First off, the first thing you notice with the Kindle is just how nice the screen is. Amazon designed the kindle so that it would disappear in your hands as you are readying and that is certainly true. The screen is clear, crisp, and renders detail in photos exceptionally well considering it only has 16 shades of gray to work with.
Whisper net seems to deliver books as fast as I would expect it to, purchasing a book from amazon.com on my computer, then turning to my kindle a few minutes later and the book was showing in my list already. Wireless delivery is very handy as I don’t have to search for the USB cable and copy the books manually.
Starting with Version 2.3, the Kindle now supports native PDF reading without the need to convert. There is a catch however, and that is you cannot zoom the text. Most of the PDF files that I read are formatted to fit an 8.5×11″ sheet of paper, not a 6″ screen. You can rotate the PDF and hold your Kindle horizontally, but this only goes so far, as some PDF authors seem to be using 6 and 8 point font as standard text. The solution is to use an application such as “Calibre” (http://calibre-ebook.com/) which is free. Once I converted my PDF files to .mobi, I can zoom the text and read them comfortably.
Being a commuter, spending countless hours behind the wheel of my car stuck in traffic I need a versatile sound system. For my money, that turned out to be the JVC KD-R600 head unit for my 2002 Volkswagen Golf. One of the nicest features of this head unit is iPod and iPhone control support via the front faceplate’s USB port. Now that I have an iPhone 3GS, my battery is always topped up, and I don’t know how I did without this feature before. The unit also plays back audio and MP3 CD’s, in addition to USB thumb drives and USB hard drives.
I wanted to not love the iPhone, really I did. All those smug apple fan boys, all the glowing media reports, it couldn’t be that good right? Its just a phone people, and the app store is evil and draconian in its review of applications. I wanted to be different and choose a phone that was completely open, so when the last upgrade cycle came around, I avoided the iPhone (at the time it was just before the release of the 3GS) and went with the Rogers HTC Dream Android based phone.
Android, Google’s Open Source OS for smart phones has finally come to Canada in the form of the HTC Dream (T-mobile G1 in the USA). Roger’s Android phone features some changes from the default Android 1.5 (Cupcake) OS that makes it unique to Canada, most notably, built in support for ActiveSync, allowing you to get push email from a Microsoft Exchange server.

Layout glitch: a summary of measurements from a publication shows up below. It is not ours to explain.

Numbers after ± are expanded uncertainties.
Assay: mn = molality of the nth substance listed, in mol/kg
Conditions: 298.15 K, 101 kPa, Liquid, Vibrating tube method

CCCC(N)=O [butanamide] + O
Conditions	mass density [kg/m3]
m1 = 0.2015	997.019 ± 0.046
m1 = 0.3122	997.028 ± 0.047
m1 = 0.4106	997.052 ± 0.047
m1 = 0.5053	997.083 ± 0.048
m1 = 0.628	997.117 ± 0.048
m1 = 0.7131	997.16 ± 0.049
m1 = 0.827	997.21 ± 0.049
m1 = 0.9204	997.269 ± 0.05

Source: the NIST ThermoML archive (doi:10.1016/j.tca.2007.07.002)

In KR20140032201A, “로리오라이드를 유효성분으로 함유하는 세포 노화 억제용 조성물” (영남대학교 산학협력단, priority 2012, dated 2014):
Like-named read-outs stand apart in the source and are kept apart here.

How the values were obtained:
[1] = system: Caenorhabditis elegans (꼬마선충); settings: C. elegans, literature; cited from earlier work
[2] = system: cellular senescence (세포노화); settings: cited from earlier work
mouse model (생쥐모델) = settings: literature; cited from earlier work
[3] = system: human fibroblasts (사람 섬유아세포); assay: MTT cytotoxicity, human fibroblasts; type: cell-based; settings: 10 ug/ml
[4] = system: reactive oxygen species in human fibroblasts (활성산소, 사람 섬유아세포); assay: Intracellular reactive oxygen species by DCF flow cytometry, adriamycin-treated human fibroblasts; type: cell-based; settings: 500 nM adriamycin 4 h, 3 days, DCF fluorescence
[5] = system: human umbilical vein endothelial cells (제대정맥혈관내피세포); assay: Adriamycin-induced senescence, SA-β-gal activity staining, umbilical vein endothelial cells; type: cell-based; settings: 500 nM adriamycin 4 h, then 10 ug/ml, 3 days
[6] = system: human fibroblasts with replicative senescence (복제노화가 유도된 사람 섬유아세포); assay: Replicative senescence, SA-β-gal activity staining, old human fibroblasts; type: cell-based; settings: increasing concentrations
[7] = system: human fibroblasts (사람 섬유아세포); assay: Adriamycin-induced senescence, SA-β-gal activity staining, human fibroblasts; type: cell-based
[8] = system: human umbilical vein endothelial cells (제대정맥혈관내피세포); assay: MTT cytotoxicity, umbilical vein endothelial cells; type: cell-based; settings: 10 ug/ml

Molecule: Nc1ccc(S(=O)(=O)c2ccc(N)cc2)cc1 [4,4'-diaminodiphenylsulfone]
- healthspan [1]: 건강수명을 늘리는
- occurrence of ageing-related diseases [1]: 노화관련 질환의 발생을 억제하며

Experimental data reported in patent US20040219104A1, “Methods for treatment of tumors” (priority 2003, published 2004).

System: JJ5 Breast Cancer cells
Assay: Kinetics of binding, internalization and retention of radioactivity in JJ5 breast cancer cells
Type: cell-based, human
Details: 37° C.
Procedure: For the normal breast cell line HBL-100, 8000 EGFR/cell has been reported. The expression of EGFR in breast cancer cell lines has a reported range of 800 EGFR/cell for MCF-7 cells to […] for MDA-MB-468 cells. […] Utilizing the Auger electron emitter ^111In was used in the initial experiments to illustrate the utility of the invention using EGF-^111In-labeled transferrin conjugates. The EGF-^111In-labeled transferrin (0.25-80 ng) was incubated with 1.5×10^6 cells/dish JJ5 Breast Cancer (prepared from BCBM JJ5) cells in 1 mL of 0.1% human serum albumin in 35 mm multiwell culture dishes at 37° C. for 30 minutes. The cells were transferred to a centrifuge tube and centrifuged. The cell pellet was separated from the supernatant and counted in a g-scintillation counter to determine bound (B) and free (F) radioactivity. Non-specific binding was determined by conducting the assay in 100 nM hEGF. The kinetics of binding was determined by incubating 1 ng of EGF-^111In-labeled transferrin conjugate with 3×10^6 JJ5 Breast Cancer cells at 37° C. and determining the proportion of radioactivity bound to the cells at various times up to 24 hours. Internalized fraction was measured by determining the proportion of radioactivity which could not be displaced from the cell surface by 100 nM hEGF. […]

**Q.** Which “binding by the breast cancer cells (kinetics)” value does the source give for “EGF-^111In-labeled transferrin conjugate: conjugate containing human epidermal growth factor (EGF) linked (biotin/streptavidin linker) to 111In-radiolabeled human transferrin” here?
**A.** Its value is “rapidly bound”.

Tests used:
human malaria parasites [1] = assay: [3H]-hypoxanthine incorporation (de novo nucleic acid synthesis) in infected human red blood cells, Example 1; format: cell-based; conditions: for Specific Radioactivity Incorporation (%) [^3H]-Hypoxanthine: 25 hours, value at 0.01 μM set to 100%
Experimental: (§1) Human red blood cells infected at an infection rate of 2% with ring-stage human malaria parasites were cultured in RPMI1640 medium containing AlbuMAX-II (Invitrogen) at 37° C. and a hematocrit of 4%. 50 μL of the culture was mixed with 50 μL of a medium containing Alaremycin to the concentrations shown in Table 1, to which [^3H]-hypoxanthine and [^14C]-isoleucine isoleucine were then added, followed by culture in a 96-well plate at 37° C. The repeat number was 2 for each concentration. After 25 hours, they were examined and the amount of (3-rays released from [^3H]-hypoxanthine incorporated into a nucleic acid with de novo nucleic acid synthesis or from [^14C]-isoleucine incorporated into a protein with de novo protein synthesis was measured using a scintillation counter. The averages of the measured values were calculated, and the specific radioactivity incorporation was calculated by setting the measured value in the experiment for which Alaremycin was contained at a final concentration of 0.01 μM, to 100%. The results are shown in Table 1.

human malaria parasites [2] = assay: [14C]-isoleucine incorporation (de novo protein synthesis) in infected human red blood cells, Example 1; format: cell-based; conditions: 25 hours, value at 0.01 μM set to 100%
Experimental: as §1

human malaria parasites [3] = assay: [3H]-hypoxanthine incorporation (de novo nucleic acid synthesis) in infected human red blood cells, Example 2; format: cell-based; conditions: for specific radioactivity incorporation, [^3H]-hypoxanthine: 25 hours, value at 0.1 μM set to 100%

There are some caveants, the most important being, if you want to use your Rogers HTC Dream with an Exchange Server, it must be running Microsoft Exchange Server 2007 with Service Pack 1 applied. In our testing, we discovered that HTC has formatted their https commands differently than the iPhone, and other ActiveSync devices causing a “Sync Protocol Error” to be displayed on the phone.
Overall, I quite like the device, and I am quite fond of its ability to run an SSH client full screen, and allowing me to use the 5 line qwerty keyboard to control servers and routers that I need access to remotely. Web browsing is also nice and fast thanks to built in HSPA 3.5G support (7.2Mbps download, 2Mbps upload). The built in mail client is very similar in operation to the Apple mail client that comes with the iPod touch, and iPhone. I really like the built in Calendar’s ability to sync with Google Calendar, as well as exchange, showing the events in both calendars in different colors. This allows me to keep my personal calendar separate from my work calendar.
As expected, all of the Google apps really shine on Android, Maps, Talk, Youtube and Mail all work seamlessly with Google, and are activated with the very first setup screen when the phone is started up for the first time.
The Rogers version of the HTC Dream comes with a 2GB micro SD card already installed in the phone.
So far, I’ve only had the phone for 6 days, I’ll be posting a more detailed post on the phone after I’ve had a chance to use it for work for a month.
Post a comment if you have a question that you’d like me to answer.
I’ve had a couple of small hiccups with the integrated intel video and my widescreen monitor, but this is nothing new. A quick installation of ’915resolution’ and I was up and running in widescreen once again. The built in Intel graphics work very will with the integrated compiz fusion graphic features enabled by default. Hardy Heron exibits a level of polish that is on par with OSX. The extra graphical features are not of the gee-whiz variety, like OSX, they provide a pleasing and integrated level of animation into the desktop.